The TEXT and FONT files by default are named "TEXTDATA.F" and "NOTEDATA.F" respectively. These names can be overridden with Environment Variables. The format for both files is plain ASCII. The files start with two integers separated by a comma. The first gives the height of each character definition and the second, the width. Each character is then listed in printed form and the glyph is defined by a set of vector coordinates. It is assumed that each successive x,y coordinate pair is connected by a stroke unless the path is broken by the special coordinate "-64,0". Each definition is terminated by the special coordinate "-64,-64". Here is an example of the first three definitions in "NOTEDATA.F" for the characters <exclam>, <double-quote>, and <pound>:
16,12 ! 6,2 6,3 -64,0 6,5 6,14 -64,-64 " 4,14 4,10 -64,0 8,14 8,10 -64,-64 # 2,6 10,6 -64,0 2,10 10,10 -64,0 4,2 4,14 -64,0 8,2 8,14 -64,-64
Piglet's menu is also defined by a customizable file "MENUDATA_V". The default menu is defined as:
ayyyyy |ADD |R|P|L|N|T| ayyyyb |SHO |C|E|I|A|O| ayyggg |GRI |#|^|1|2|3| aggggg |WIN |+|-|4|5|6| yyyggg |:F|:V|:Z|7|8|9| yyyggg |:D|:S|:L|,|0|.| yyyyy |:W|:C|:N|:O|:R| yyaaaa |:X|:Y|:M|X|Y|@| ggg |LAY |LEV |LOC | ggg |FSI |TSL | | gyyy |SHO #E; |;|!| | wrgbapy|0|1|2|3|4|5|6 | ww | | | aap |MOV |COP |CHA | ypy |IDE |POI |LIS | ygg |DISP |DIST | | ggg |DUM |PLO |ARC | gby |RET |SPL |INP | ggb |ARE |WRA |GRO | ggr |STR |SMA |PUR | rrr |DEL |EXI |BYE | ygg |SAV | | | ygg |EDI |UND |RED |
The file consists of fields separated by "|" characters. The first field consists of some combination of the characters "wrgbapy" which denote the colors white, red, green, blue, aqua, purple and yellow. There should be as many color designators as remaining fields. The subsequent fields on each line will be displayed exactly as shown, rendered in the corresponding color. The vertical bars are replaced with white bounding boxes.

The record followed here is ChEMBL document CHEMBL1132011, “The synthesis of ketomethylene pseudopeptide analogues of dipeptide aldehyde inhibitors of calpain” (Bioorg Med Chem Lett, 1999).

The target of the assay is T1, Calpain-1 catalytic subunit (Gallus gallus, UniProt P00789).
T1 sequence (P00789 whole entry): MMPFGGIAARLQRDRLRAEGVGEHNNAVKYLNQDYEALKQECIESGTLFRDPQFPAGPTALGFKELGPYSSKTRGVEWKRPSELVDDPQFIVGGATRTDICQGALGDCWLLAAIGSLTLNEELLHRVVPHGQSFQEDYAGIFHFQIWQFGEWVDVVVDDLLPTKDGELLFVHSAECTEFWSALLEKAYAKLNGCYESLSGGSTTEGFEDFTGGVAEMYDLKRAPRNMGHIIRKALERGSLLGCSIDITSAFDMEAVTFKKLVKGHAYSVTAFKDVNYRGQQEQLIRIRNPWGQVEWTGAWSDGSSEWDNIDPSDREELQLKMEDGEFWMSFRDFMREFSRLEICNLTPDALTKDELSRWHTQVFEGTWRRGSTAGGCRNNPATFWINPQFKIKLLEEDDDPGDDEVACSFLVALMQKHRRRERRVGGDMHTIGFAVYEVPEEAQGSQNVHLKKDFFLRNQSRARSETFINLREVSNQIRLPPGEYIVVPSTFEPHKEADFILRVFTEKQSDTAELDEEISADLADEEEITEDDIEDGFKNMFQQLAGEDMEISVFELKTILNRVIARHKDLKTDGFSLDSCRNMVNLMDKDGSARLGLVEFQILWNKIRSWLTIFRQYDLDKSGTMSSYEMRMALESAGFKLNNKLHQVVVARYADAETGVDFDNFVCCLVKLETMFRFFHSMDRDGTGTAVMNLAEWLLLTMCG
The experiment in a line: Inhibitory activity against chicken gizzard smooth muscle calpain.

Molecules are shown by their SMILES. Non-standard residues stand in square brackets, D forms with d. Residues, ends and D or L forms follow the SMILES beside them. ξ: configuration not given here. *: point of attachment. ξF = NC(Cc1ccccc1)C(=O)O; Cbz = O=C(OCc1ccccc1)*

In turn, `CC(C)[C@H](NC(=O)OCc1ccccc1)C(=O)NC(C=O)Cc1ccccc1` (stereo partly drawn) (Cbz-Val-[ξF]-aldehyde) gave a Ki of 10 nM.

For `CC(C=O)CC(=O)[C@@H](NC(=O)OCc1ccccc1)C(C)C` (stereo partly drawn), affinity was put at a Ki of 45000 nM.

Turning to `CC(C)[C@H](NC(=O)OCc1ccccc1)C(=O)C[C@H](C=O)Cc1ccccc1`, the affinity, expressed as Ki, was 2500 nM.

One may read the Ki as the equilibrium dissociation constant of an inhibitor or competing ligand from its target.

When using the editor, any mouse pick on the menu boxes injects the menu text directly into the parse stream. The menu designer should take care to leave extra spaces after command names so that any combination of mouse picks results in intelligible commands.
The layer definition process file is named "PROCDATA.P". Its format is also plain ASCII. It consists of one EQUate command line per layer. The following PROCDATA.P file defines the characteristics of 9 layers.
EQU :C1 :P1 :M0 :B :F0 boundary 0 EQU :C2 :P2 :M1 :D :F2 layer1 1 EQU :C3 :P3 :M2 :D :F2 layer2 2 EQU :C4 :P4 :M3 :D :F2 layer3 3 EQU :C5 :P5 :M4 :S :F0 layer4 4 EQU :C6 :P6 :M5 :S :F0 layer5 5 EQU :C7 :P7 :M6 :I :F0 layer6 6 EQU :C1 :P1 :M0 :I :F0 layer7 7 EQU :C2 :P2 :M1 :I :F0 layer8 8
The first line, for example, says that layer 0 is named "boundary", drawn with color 1 (white), plotted with pen 1, and uses line type 0 (solid). The detail layers (2,3,4) are filled with fill pattern 2 and the other layers are unfilled. See the EQUate man page for full details.
Piglet inheirits any environment variables exported by the parent shell. In addition, new variables can be created as private variables by using the SET command.
Some example geometries: PIG_GEOMETRY=500x500+0+0 pig ; a small window in upper left corner PIG_GEOMETRY=900x700-0+0 pig ; a wide window in upper right corner PIG_GEOMETRY=500x700-0-0 pig ; a tall window in lower right corner PIG_GEOMETRY=600x600+0-0 pig ; a medium window in lower left corner
Since Piglet is under active development, it is distributed to run under the gdb() debugger. The script "pig" runs pig.bin under gdb(). When running under gdb() most run-time errors will print out a backtrace of the stack. If you would like help fixing a bug, please send a copy of the dump file (named "pigtrace.<process_id>") to Rick Walker <walker AT omnisterra DOT com> along with some description of what caused the bug.
When running pig.bin without the debugger, Piglet traps and ignores most signals, printing a notification to the terminal: "caught 2: Interrupt. Use QUIT command to end program". However, the special signal SIGQUIT elicits the message: "caught 3: Quit. do it again and I'll die!". Two SIGQUITs in a row will terminate the program.
The PD Piglet homepage is at http://www.omnisterra.com/walker/linux/piglet/intro.htm.